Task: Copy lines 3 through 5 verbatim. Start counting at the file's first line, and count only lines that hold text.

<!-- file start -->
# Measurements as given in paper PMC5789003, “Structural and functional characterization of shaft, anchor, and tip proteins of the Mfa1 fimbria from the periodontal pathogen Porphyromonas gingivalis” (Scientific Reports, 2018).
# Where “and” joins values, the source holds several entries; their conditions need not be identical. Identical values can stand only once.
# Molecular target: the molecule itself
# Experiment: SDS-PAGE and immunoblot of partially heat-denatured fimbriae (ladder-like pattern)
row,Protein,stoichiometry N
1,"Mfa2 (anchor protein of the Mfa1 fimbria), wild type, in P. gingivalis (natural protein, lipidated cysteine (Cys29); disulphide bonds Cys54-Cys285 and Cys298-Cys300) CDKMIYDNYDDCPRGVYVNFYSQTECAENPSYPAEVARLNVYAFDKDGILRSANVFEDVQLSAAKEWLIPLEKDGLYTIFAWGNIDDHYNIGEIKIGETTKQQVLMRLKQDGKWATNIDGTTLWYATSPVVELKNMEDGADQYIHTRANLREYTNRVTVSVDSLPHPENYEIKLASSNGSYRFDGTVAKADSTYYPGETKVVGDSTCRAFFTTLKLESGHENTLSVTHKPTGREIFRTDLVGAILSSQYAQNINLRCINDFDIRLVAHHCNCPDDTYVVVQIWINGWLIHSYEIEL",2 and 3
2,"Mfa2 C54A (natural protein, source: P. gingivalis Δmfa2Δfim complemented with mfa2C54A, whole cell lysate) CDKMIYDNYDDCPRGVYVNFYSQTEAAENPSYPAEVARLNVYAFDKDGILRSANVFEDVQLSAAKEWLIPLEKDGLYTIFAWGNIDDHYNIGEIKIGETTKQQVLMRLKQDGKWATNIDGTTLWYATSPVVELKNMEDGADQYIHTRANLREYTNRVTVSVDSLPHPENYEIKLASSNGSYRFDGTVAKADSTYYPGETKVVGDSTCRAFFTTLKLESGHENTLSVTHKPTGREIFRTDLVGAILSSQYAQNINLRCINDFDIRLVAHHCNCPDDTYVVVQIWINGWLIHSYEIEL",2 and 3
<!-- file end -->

# Molecular target: the molecule itself
# Experiment: SDS-PAGE and immunoblot of partially heat-denatured fimbriae (ladder-like pattern)
row,Protein,stoichiometry N